Manchester University
Oak Leaves

April 1, 2016

Puppy - MU Instagram
PUPPY-DOG EYES Danse rests after a day of terrorizing campus. Photo courtesy of MU Instagram.

Puppies Bring Trouble to Manchester

Keith Berry

Manchester University has become a part of a program called 4 Paws for Ability, where participants train puppies to become service dogs so that they can keep people with autism, mobility issues, and other various health problems company. Manchester University’s job is to socialize the puppies so they are ready to use their new abilities in the real world. Each semester, the university gets two puppies that travel from class to class throughout the day to socialize with the students.

However, this semester’s puppies seem to have gotten very comfortable around campus, acting as if they run things. There have been reports about the puppies, Danse and Figaro, getting out of control. Students have complained about the puppies biting at their ankles, chasing them across the Mall, pooping on the professor’s lesson plans, and scaring the living daylights out of whomever isn’t paying attention.

There have even been reports of students getting cornered by the puppies and not being released until they have issued a nice belly rub and a treat. If someone didn’t have a treat, the puppies would leave them one . . . on their shoes.

“The fact that the puppies are left alone is beyond me!” said an anonymous student in fear that the puppies are out to get him or her.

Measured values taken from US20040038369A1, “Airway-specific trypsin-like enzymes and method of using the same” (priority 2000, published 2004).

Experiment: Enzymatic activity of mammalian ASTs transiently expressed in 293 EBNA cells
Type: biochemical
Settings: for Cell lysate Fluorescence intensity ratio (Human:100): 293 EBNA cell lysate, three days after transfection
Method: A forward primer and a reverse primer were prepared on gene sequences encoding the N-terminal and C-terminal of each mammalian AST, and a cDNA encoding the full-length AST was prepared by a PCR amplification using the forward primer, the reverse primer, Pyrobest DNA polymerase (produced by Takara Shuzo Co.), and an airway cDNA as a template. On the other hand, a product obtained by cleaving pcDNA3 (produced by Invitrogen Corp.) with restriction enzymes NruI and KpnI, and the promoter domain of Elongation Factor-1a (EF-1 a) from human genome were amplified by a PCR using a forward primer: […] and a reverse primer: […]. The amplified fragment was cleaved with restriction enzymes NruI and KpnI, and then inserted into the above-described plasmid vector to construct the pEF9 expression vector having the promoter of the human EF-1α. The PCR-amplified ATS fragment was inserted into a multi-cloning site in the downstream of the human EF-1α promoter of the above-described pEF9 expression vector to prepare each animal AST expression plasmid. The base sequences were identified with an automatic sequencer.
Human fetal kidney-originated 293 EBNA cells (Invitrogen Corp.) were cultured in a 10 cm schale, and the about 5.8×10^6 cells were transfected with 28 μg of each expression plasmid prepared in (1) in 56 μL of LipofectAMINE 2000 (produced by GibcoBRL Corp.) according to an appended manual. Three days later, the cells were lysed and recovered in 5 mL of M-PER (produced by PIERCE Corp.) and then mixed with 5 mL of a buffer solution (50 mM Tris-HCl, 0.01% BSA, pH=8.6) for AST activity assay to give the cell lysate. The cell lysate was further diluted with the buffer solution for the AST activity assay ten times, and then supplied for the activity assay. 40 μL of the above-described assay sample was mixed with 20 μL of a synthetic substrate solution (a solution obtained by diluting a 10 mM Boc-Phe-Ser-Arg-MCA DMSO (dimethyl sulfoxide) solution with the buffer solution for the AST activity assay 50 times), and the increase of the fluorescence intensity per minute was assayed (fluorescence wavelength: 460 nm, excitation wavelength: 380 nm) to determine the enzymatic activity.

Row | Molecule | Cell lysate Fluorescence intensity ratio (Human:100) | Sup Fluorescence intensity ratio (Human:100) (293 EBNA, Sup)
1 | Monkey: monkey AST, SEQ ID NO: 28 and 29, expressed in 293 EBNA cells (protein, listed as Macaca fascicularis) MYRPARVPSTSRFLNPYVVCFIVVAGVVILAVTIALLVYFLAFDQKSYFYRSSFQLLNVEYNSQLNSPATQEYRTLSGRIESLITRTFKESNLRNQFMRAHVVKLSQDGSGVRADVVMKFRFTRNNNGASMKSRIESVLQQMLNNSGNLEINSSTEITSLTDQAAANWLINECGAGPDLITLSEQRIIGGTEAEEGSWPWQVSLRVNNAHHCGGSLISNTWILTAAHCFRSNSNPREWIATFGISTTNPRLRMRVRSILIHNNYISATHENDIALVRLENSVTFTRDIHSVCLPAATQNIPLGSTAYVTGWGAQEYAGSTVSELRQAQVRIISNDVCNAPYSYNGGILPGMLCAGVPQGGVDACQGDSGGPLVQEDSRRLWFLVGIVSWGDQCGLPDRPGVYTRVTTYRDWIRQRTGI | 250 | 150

This is when the puppies are together. Separately, they wreak just as much havoc.

 Danse seems to be the worse of the two. Students at Manchester University have said that she has been peeing in their shoes, eating their homework (just because professors do not believe the age-old excuse), and even tying their shoelaces in a knot.

“I swear, one day she barked, ‘Gotcha!’ and then tripped me!” said Blake Woodward, a senior art major. “And I could’ve sworn she winked at me too on the way to lunch.”

Woodward is now seeing a counselor about his experience.

A senior Biology major and a victim of the dogs’ act said, “I’ve never felt so betrayed by man’s best friend.”

Needless to say, the puppies that caught everyone’s eye at the beginning of the semester as adorable, precious angels have definitely turned for the worst. Even the dog handlers fear they can do nothing to save us. These puppies are smart and cunning and unpredictable all at the same time. Hopefully, they have had their fun and will transform into the loving dogs that Manchester University was anticipating.